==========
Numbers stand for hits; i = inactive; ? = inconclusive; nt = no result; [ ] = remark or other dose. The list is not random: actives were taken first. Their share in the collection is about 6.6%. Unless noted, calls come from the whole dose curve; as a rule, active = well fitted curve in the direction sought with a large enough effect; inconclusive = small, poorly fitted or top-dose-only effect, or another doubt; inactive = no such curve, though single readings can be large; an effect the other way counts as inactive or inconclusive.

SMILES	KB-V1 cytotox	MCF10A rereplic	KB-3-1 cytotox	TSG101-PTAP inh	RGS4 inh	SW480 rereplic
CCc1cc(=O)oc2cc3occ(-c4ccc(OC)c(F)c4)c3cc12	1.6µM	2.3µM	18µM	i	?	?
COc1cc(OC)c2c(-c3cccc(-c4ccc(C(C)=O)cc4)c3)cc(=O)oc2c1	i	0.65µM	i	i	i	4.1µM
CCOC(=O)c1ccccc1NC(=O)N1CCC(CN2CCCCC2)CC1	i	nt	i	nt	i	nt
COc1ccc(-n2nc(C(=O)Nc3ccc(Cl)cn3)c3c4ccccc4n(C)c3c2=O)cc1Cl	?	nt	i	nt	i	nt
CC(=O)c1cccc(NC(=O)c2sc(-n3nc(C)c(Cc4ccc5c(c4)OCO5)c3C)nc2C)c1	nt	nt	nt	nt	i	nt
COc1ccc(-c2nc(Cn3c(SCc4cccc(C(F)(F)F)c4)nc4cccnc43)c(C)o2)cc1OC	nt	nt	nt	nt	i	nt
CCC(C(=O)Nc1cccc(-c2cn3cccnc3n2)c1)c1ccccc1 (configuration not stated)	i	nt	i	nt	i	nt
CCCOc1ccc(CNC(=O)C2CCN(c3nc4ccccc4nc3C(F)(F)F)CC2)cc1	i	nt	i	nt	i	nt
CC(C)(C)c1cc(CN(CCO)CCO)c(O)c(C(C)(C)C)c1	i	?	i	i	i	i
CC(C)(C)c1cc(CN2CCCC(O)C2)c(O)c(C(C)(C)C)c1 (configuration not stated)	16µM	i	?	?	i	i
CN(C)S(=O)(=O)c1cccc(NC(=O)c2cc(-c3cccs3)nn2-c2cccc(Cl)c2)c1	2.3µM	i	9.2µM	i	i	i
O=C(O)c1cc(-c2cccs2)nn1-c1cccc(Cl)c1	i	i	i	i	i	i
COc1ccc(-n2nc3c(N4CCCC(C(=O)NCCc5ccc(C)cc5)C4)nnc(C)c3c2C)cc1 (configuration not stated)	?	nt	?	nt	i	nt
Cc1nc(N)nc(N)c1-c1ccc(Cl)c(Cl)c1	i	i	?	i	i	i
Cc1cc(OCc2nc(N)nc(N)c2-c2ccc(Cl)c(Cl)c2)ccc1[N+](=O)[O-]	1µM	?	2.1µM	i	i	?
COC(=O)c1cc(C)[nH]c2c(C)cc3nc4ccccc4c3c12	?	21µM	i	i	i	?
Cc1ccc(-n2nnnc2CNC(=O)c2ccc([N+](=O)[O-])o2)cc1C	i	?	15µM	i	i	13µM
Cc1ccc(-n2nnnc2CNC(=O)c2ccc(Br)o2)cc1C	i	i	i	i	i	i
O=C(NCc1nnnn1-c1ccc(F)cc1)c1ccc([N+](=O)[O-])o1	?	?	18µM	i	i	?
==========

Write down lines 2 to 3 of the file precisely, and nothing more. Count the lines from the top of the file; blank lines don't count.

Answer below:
SMILES	KB-V1 cytotox	MCF10A rereplic	KB-3-1 cytotox	TSG101-PTAP inh	RGS4 inh	SW480 rereplic
CCc1cc(=O)oc2cc3occ(-c4ccc(OC)c(F)c4)c3cc12	1.6µM	2.3µM	18µM	i	?	?